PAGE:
Thursday, February 2, 2012
Writing Prompts - Love Them or Leave Them? - Cathy Biggerstaff
At our first meeting, we broke into small groups based on our writing preferences – fiction, non-fiction, poetry, or children’s literature. We became fast friends with the people in our groups, already having the call to write and the genre in common. Near the end of the meeting, we were given our first writing prompt – grapes or vineyard. The assignment was to write something in our genre using the prompt. We left the meeting starry-eyed, with the wheels turning in our brains, knowing we had to come up with something worthy of sharing with the group at the next meeting in two short weeks.
At the next meeting, it was amazing to hear the many different stories/poems that had been created around grapes. One lady wrote a story about a little Indian boy. She has been perfecting that story since then and will submit it for critique at Boot Camp.
The prompt given at one meeting was “the shade on the light at the end of the couch was strangely tilted.” For me, this became a children’s story about a missing Grandma who, as it turns out, wasn’t missing after all. I am still tweaking it, but hope to publish it as part of The Grandma Cathy series one day.
One month we were all instructed to bring three small items to the next meeting. At that meeting we gathered everything we’d brought in a basket. Then we passed the basket and each one picked out an item, sight unseen. We passed the basket until all the prompts had been taken. Our assignment was to write a story using the three gems we’d drawn from the basket. I got a satin and lace baby bootie, a pig, and a quilting safety pin. My items evolved into a story called “Down Memory Lane” about a woman lovingly decorating her Christmas tree.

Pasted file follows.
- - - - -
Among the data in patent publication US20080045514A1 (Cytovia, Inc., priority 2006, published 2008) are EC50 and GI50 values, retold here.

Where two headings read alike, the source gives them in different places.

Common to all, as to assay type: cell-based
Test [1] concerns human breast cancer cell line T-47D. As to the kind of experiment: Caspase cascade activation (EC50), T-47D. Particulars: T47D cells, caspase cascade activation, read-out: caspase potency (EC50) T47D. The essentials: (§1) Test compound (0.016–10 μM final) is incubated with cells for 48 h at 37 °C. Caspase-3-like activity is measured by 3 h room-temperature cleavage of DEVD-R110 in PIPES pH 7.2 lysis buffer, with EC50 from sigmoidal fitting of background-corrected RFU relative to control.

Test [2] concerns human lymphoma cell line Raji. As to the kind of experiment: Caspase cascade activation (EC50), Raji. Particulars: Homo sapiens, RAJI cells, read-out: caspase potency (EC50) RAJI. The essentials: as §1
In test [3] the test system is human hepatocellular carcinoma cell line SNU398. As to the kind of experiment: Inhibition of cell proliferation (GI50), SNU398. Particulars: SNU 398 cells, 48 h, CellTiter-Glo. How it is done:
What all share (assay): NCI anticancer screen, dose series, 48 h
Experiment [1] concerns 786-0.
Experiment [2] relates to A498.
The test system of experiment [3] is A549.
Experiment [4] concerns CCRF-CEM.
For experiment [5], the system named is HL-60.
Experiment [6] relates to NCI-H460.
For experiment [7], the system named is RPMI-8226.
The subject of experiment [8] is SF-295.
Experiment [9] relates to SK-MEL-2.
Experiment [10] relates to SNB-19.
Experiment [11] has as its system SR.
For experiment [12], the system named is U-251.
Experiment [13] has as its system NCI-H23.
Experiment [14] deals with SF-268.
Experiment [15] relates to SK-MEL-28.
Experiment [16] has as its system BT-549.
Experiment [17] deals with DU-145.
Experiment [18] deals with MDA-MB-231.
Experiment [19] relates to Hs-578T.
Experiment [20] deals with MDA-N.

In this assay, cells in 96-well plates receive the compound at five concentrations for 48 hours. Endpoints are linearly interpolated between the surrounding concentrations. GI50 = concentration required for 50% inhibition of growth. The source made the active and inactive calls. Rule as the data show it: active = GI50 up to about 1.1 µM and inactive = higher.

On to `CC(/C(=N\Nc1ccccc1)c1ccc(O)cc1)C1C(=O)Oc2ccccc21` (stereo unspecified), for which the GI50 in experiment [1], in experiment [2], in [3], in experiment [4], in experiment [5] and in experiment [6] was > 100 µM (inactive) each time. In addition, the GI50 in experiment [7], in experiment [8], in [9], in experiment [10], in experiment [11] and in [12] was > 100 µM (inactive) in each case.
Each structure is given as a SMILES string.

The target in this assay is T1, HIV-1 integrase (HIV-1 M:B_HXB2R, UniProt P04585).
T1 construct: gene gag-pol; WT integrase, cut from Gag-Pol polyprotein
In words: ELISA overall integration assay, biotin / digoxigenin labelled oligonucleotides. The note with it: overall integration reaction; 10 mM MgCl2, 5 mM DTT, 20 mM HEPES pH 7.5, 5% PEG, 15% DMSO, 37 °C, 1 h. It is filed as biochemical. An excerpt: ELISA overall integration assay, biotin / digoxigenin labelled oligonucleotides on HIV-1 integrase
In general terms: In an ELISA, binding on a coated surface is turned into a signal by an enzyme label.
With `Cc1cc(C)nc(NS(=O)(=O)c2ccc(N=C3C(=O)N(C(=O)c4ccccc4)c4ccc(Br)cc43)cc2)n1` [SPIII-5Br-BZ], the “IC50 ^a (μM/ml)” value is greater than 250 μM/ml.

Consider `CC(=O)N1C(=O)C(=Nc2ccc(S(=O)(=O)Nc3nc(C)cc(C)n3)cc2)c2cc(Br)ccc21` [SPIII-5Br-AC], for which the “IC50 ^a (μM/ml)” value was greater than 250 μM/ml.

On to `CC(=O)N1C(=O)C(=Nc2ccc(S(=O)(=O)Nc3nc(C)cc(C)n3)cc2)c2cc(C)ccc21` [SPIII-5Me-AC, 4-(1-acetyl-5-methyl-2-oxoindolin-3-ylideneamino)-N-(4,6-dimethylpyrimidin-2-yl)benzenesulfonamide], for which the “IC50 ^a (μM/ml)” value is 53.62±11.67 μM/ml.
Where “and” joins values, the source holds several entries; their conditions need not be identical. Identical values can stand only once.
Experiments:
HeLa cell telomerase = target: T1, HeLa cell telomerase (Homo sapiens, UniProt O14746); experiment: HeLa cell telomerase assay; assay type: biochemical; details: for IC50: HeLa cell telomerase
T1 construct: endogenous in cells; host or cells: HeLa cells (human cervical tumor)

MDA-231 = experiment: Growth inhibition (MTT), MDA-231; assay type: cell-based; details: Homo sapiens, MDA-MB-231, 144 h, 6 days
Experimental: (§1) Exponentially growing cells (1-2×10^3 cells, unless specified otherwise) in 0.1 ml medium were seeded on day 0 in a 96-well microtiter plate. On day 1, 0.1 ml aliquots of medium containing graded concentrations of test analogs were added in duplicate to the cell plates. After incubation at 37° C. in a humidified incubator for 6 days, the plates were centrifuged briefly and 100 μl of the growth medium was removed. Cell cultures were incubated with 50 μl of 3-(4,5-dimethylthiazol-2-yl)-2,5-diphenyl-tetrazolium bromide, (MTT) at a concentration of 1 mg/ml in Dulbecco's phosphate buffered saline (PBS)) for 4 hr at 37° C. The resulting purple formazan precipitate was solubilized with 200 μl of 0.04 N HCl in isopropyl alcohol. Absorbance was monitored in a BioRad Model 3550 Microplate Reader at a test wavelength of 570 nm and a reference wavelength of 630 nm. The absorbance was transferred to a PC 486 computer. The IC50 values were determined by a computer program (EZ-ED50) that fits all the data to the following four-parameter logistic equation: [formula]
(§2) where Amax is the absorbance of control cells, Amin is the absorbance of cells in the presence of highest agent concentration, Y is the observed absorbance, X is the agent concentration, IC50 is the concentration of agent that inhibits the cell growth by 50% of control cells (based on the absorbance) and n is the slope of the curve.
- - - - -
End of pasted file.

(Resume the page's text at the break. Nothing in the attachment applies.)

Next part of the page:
Another member drew a fishing hat, a movie ticket and an owl. Her research and creativity turned these items into a young adult story about a boy at a turning point in life, his wise Grandpa and what the owl teaches them about life. Again, this story will be sent in for critique at Boot Camp.
It sounds like everything is rosy in Encouragers land, but we have members who hate using writing prompts. They feel the prompts lead them away from the writing they are supposed to be concentrating on. They succumb only because they know the group will be expecting to hear from them at the next meeting. One person says it gums up her mind to have to think about a crazy prompt. When she draws a blank, she gets frustrated and that feeling affects her writing of the Bible studies she feels drawn to do.
For now, we are striving to cover the needs in the group with a Love It or Leave It policy. If you want to use the writing prompt, love it and run with it. Let your creativity soar. If you don’t like prompts or have a work-in-progress you want to concentrate on, leave it alone and do what God has called you to do.
Are writing prompts for you? Do they make you love or hate, percolate or melt down, create or frustrate? This year, the option is yours.